Wednesday 18 October 2017

Scientists hail leap in cancer fight

David Millward

Scientists think they have discovered why cancer spreads from one part of the body to another, and say it should be "relatively easy" to stop the process.

Experiments carried out by a team at University College London uncovered what causes the disease to migrate.

In many cases, death from cancer is not caused by the primary tumour, but the secondary growth.

Scientists found that diseased cells are attracted to healthy cells, which then try to move away from the cancerous cell.

However, the cancer cell continues to follow the healthy cell, causing the disease to spread through the body.

"Nobody knew how this happened, and now we believe we have uncovered it," said Prof Roberto Mayor, who led the team. "If that is the case, it will be relatively easy to develop drugs that interfere with this interaction."

While the team has not identified what causes cancer in the first place, the research, published in Nature Cell Biology, offers hope of new treatments for a disease that claims 150,000 lives every year in Britain.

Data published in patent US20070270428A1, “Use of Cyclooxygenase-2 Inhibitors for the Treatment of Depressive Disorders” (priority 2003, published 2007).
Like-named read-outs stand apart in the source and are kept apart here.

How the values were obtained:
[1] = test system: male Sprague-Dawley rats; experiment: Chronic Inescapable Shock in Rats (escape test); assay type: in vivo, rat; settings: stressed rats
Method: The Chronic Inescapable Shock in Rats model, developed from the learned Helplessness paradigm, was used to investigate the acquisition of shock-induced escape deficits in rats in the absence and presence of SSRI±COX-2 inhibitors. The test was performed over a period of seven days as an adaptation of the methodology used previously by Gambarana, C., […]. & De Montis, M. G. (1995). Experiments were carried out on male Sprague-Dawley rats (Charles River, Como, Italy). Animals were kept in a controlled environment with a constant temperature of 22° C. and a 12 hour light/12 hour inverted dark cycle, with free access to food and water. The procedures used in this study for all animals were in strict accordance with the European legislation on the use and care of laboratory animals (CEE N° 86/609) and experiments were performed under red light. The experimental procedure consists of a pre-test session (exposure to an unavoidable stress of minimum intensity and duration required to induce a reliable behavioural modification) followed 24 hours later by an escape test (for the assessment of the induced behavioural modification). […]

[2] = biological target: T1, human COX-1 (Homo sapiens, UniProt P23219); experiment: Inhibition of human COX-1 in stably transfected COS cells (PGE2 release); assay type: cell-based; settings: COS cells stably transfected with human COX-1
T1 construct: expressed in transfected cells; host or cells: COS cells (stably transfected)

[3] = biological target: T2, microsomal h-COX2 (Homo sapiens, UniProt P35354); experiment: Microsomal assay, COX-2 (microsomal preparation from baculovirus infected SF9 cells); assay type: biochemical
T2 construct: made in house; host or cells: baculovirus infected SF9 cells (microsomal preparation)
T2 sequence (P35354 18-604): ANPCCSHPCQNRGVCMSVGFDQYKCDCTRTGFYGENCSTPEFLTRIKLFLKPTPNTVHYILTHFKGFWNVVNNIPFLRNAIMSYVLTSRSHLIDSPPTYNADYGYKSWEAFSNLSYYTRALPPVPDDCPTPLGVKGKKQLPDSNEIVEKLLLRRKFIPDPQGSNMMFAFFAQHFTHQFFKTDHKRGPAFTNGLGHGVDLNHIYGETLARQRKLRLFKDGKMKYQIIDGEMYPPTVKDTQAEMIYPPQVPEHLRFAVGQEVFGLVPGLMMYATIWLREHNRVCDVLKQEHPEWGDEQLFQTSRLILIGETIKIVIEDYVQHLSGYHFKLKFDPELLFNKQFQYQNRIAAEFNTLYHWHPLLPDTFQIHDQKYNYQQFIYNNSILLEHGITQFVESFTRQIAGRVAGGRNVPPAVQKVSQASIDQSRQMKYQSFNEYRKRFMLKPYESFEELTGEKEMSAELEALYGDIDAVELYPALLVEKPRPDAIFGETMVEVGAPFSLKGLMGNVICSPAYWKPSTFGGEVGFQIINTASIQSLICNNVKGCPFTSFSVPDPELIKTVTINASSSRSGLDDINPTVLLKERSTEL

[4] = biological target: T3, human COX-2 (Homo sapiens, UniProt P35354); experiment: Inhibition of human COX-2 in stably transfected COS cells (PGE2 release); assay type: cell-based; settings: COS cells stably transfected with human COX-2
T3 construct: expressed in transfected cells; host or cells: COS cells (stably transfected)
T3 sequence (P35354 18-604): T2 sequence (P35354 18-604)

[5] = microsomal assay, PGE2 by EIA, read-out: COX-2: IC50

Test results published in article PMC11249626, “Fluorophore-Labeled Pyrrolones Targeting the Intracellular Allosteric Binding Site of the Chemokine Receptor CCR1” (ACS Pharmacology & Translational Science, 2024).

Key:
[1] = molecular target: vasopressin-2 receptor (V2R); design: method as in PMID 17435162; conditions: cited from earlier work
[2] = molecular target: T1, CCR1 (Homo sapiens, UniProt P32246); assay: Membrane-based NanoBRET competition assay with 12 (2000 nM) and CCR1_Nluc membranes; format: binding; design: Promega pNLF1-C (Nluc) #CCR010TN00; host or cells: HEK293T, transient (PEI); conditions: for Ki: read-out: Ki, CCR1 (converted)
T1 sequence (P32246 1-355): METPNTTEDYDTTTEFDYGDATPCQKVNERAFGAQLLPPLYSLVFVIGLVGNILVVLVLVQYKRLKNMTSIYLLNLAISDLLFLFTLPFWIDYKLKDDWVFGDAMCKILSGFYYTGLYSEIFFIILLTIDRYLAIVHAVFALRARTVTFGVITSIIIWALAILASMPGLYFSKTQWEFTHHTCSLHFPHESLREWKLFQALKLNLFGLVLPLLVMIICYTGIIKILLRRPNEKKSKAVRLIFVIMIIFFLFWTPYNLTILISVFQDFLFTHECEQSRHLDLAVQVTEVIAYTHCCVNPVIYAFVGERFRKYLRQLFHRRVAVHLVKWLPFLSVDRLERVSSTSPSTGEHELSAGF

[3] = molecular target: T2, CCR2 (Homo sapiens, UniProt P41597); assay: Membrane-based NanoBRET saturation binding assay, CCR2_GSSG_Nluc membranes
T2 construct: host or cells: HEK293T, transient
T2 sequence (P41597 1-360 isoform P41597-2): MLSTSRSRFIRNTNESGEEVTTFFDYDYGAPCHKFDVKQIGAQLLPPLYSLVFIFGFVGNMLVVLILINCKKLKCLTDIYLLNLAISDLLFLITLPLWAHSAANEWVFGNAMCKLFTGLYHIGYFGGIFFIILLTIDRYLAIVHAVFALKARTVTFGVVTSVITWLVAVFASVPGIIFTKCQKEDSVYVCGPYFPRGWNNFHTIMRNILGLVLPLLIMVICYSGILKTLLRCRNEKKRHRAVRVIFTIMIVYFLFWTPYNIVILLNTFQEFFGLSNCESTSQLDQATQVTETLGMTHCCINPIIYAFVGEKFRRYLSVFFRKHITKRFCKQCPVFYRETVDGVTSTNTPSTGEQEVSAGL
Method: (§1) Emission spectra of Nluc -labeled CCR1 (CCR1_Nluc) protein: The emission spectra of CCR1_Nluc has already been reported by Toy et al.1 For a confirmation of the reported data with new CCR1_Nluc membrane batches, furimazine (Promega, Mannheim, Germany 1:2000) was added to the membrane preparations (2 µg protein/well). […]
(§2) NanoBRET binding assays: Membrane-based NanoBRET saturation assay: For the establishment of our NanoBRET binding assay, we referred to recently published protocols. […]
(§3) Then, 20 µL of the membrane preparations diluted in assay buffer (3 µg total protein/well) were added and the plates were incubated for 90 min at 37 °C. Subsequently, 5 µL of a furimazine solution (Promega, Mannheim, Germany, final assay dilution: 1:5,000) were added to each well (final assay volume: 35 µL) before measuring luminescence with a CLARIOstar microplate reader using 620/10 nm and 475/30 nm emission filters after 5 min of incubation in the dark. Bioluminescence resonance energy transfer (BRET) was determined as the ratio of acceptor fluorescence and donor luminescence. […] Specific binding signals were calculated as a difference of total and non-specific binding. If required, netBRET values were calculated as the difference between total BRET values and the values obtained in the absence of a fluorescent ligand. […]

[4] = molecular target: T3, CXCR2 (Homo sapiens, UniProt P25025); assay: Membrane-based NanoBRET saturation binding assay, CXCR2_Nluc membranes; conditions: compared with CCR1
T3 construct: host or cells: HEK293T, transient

The key to the findings was understanding why cancerous cells attach themselves to healthy cells in the first place. Scientists did this by mimicking what happens by using comparable types of cell and observing their behaviour.

"We use the analogy of the donkey and the carrot to explain this behaviour: the donkey follows the carrot, but the carrot moves away when approached by the donkey," said Prof Mayor.

"The findings suggest an alternative way in which cancer treatments might work in the future if therapies can be targeted at the process of interaction between malignant and healthy cells to stop cancer cells from spreading and causing secondary tumours.

COLONISE

"Most cancer deaths are not due to the formation of the primary tumour, instead people die from secondary tumours originating from the first malignant cells, which are able to travel and colonise vital organs of the body such as the lungs or the brain."

Eric Theveneau, another member of the team, added: "These cells are very similar in their behaviour to cancer cells and this could be analogous to the cancer system."

The next step, he added, would entail medical researchers using their findings to gain a better understanding of how cancer cells behave.

Dr Kat Arney, the science information manager at Cancer Research UK, welcomed the findings, but advised caution. (© Daily Telegraph, London)

Irish Independent

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